Commercially produced mayonnaise is made from pasteurised egg yolks and sometimes the whole egg. The olive oil is content is often quite low or totally substituted by cheaper alternatives such as sunflower or soya bean oils. Quite often if you study the label of the mayonnaise container water is a major ingredient and the texture is created by the addition of extra emulsifiers and stabilisers. Mustard is added as an emulsifier and flavour enhancer.

Homemade mayonnaise can approach an 85% fat content before the emulsion breaks down, commercial mayonnaise has typically a 70-80% fat content. ‘ Low fat ‘ mayonnaise products contain starches, cellulose gel and other ingredients to simulate the texture of real mayonnaise. Mayonnaise is the base for many other chilled sauces and salad dressings such as Tartare, traditional Rémoulade, Marie Rose, Thousand Island dressing and Fry sauce. Ranch dressing is made of mayonnaise with buttermilk or sour cream and minced spring onions, garlic and herbs.

Mayonnaise Recipe

In the posthumous collection of essays by Elizabeth David ‘ Is there a Nutmeg in the House ‘ she strongly advocates the simple recipe outlined in the opening paragraph, relying on the peppery, green flavours of different olive oils to flavour the mayonnaise. Today we are perhaps even luckier with numerous oils from many different countries and regions available.

However, tastes change and many people prefer a slightly more uniform, stable product so the recipe below reflects that. One yolk is sufficient to hold the oil in the recipe but two yolks help reduce the chances of the mayonnaise splitting. The recipe below is an excellent neutral base for the many mayonnaise-based sauces you can experiment with in your cooking.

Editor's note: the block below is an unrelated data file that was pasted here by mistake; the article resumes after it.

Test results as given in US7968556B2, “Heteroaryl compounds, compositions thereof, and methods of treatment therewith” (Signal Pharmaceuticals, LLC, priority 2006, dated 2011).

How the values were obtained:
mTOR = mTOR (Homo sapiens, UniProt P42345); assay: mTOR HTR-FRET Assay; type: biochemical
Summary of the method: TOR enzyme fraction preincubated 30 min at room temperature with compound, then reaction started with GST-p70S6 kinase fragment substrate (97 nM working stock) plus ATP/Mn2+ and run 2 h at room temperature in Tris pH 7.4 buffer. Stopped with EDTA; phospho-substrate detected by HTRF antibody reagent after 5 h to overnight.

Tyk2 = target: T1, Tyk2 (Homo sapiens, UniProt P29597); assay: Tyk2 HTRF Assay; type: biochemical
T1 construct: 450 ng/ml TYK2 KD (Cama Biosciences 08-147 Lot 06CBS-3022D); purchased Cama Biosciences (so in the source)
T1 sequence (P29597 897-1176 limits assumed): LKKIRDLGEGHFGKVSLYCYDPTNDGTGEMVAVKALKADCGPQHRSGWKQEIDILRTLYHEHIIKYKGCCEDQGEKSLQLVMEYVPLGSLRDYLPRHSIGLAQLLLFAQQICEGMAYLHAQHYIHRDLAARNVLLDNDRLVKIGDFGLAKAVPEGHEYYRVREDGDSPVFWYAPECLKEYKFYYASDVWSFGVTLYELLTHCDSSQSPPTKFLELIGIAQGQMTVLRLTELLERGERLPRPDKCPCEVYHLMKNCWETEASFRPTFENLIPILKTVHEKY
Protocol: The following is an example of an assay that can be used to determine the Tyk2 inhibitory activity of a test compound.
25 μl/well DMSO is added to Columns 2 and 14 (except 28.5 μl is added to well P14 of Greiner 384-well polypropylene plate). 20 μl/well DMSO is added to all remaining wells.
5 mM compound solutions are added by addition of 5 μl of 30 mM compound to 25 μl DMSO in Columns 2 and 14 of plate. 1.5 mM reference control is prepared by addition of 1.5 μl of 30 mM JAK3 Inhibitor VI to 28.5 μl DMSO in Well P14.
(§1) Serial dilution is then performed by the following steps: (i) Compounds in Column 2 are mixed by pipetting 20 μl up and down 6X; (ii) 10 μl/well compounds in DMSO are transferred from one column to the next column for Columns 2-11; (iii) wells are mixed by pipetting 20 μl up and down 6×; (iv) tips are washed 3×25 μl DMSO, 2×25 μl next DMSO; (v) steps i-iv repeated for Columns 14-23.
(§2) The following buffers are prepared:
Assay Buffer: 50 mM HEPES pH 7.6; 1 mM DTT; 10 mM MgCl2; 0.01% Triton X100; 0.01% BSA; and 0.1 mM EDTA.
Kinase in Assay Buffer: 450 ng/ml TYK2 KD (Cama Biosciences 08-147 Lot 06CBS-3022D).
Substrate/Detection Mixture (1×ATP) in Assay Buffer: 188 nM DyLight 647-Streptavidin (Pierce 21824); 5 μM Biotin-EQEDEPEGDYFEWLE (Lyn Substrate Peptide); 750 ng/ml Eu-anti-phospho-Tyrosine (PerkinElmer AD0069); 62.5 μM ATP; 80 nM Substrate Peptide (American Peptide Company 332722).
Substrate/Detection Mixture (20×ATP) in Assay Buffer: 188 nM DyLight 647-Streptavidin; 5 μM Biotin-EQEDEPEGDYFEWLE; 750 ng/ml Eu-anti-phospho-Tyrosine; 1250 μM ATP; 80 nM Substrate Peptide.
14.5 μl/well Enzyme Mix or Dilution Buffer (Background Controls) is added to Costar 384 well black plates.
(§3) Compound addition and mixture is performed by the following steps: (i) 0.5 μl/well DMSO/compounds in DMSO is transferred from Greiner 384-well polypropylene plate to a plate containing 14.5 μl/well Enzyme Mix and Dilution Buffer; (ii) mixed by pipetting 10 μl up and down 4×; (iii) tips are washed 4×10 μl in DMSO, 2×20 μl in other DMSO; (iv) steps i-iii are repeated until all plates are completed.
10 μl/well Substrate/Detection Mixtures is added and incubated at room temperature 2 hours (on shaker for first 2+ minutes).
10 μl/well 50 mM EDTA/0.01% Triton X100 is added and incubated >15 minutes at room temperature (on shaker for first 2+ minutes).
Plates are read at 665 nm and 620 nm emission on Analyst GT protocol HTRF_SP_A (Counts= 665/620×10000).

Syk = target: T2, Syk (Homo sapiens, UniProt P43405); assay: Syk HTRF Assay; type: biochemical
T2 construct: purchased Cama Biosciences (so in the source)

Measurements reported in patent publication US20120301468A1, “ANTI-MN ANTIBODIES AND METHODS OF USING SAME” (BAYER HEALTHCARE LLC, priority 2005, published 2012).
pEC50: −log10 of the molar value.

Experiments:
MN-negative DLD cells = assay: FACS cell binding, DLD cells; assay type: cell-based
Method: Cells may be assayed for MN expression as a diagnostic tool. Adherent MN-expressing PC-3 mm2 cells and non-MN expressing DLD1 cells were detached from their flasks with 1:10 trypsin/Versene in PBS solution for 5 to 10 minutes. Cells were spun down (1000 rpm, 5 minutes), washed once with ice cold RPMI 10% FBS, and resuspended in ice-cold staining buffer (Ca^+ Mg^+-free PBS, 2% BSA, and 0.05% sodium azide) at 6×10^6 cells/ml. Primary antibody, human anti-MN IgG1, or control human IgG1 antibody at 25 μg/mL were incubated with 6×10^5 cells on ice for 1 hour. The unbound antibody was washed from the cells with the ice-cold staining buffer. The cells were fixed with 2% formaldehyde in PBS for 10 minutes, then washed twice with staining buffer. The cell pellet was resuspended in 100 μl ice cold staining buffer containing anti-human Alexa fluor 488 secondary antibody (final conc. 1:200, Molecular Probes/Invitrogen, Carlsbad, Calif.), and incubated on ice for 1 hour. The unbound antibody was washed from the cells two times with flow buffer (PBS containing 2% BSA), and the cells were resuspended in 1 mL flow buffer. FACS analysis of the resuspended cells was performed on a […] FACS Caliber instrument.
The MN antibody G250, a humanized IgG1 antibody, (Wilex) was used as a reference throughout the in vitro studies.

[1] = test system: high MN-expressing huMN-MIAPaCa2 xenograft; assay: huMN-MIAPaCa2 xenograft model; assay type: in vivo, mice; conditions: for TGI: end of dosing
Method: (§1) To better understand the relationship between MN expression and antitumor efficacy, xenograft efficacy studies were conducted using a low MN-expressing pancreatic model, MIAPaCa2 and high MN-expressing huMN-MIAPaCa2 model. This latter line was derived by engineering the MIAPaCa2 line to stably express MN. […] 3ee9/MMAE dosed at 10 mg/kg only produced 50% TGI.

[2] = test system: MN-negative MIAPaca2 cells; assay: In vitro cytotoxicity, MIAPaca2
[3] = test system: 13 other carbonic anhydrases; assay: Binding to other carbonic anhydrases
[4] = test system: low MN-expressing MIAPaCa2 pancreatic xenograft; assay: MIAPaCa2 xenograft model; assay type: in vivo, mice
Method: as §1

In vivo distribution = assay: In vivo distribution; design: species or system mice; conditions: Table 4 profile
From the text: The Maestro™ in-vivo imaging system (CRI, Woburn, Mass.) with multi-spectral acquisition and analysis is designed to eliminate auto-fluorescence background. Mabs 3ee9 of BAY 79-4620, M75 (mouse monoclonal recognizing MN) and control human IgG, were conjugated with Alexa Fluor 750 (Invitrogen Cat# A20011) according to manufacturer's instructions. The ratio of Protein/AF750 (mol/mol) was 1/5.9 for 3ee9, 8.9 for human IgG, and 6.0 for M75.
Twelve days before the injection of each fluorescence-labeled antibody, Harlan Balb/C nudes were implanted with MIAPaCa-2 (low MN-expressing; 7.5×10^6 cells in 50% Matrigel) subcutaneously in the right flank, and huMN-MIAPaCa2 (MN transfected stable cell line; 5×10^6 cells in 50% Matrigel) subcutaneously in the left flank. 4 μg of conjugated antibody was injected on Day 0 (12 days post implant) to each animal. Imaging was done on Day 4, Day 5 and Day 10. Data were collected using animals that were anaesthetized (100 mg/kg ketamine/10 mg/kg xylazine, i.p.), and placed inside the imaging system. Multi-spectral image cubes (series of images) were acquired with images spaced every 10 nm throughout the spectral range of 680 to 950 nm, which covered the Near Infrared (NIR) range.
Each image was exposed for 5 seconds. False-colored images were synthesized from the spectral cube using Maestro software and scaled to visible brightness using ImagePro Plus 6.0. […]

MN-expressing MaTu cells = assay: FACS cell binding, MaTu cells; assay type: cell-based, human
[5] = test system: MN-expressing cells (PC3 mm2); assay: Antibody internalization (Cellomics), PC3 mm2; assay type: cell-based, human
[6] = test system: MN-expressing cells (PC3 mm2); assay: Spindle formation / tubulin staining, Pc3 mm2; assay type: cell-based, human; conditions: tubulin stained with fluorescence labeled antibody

100 ml Virgin Olive Oil

100 ml Sunflower Oil

2 free range Egg Yolks*

2 tablespoons good White Wine Vinegar

1 tablespoon freshly squeezed Lemon juice

½ teaspoon fine Salt

½ teaspoon English Mustard powder

A pinch of Caster Sugar

Place a glass bowl on a damp cloth to prevent slipping. Whisk together egg yolk and the dry ingredients. Combine lemon juice and vinegar in a small jug then thoroughly whisk half into the yolk mixture. Whisking briskly add the oil a few drops at a time until the liquid starts to thicken (you have formed an emulsion). Increase the flow of oil to a constant, thin stream. Once half of the oil is in add the rest of the lemon juice mixture. Continue whisking until all of the oil is incorporated. Store in the refrigerator.

If your mayonnaise separates or curdles you can recover the mix by whisking in a tablespoon of boiling water to the mayonnaise which should combine the mixture together. If this does not recombine the mixture start the process again with a further egg yolk in a clean bowl and whisk in the curdled mixture a tablespoon at a time.

*There is a slight risk of salmonella and other food-borne illnesses from using raw unpasteurised egg, use only unbroken fresh eggs and do not consume if pregnant or feed to infants.


Here are some top chef tips I have found that will help you make a really good mayonnaise.

Using the freshest eggs available will speed up the incorporation of the ingredients to form your mayonnaise.

Room temperature eggs will whisk up faster.

Don’t over egg the mixture you will be really surprised how much oil one egg yolk will accommodate.


Some Tasty Mayonnaise Sauces for you to Try.

 For each recipe add the ingredients to eight heaped tablespoons of mayonnaise

Andalusian Sauce – add one heaped tablespoon of tomato purée, half a teaspoon of finely chopped tarragon, the juice of half a freshly squeezed lemon, a pinch of cayenne pepper and one ounce of thinly sliced pimento pepper. Serve with fish such as salmon or as a barbeque condiment.

Pesto Mayonnaise – add a heaped tablespoon of freshly made pesto sauce, the juice of half a freshly squeezed lemon and season as necessary. Serve with prawns, scallops and char grilled vegetables.

Watercress Mayonnaise – wash, pick and very finely chop one bunch of watercress. Stir into the mayonnaise with the juice of half a freshly squeezed lemon and season as necessary. Serve with hot and cold roast beef, Bresaola and smoked and oily fish such as salmon, trout and herring.